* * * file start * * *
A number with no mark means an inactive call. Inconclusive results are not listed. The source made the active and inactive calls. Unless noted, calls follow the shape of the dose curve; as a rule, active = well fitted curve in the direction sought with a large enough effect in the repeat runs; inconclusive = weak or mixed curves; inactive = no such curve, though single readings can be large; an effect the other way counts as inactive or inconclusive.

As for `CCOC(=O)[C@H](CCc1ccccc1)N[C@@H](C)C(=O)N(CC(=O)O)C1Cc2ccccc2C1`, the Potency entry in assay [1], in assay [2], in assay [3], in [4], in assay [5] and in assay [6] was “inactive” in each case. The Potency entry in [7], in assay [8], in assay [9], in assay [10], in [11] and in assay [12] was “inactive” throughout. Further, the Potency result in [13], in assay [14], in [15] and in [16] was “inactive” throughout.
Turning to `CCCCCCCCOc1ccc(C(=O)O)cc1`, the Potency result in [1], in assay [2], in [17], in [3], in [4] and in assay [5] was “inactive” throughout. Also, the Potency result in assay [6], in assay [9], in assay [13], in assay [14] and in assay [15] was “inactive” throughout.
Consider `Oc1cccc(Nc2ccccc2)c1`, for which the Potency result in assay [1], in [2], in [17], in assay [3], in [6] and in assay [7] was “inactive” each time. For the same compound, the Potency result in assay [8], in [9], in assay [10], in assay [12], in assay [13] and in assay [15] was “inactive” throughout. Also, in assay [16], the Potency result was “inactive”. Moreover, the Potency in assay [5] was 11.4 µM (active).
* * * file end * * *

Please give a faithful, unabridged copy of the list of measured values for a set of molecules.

A number with no mark means an inactive call. Inconclusive results are not listed. The source made the active and inactive calls. Unless noted, calls follow the shape of the dose curve; as a rule, active = well fitted curve in the direction sought with a large enough effect in the repeat runs; inconclusive = weak or mixed curves; inactive = no such curve, though single readings can be large; an effect the other way counts as inactive or inconclusive.

As for `CCOC(=O)[C@H](CCc1ccccc1)N[C@@H](C)C(=O)N(CC(=O)O)C1Cc2ccccc2C1`, the Potency entry in assay [1], in assay [2], in assay [3], in [4], in assay [5] and in assay [6] was “inactive” in each case. The Potency entry in [7], in assay [8], in assay [9], in assay [10], in [11] and in assay [12] was “inactive” throughout. Further, the Potency result in [13], in assay [14], in [15] and in [16] was “inactive” throughout.
Turning to `CCCCCCCCOc1ccc(C(=O)O)cc1`, the Potency result in [1], in assay [2], in [17], in [3], in [4] and in assay [5] was “inactive” throughout. Also, the Potency result in assay [6], in assay [9], in assay [13], in assay [14] and in assay [15] was “inactive” throughout.
Consider `Oc1cccc(Nc2ccccc2)c1`, for which the Potency result in assay [1], in [2], in [17], in assay [3], in [6] and in assay [7] was “inactive” each time. For the same compound, the Potency result in assay [8], in [9], in assay [10], in assay [12], in assay [13] and in assay [15] was “inactive” throughout. Also, in assay [16], the Potency result was “inactive”. Moreover, the Potency in assay [5] was 11.4 µM (active).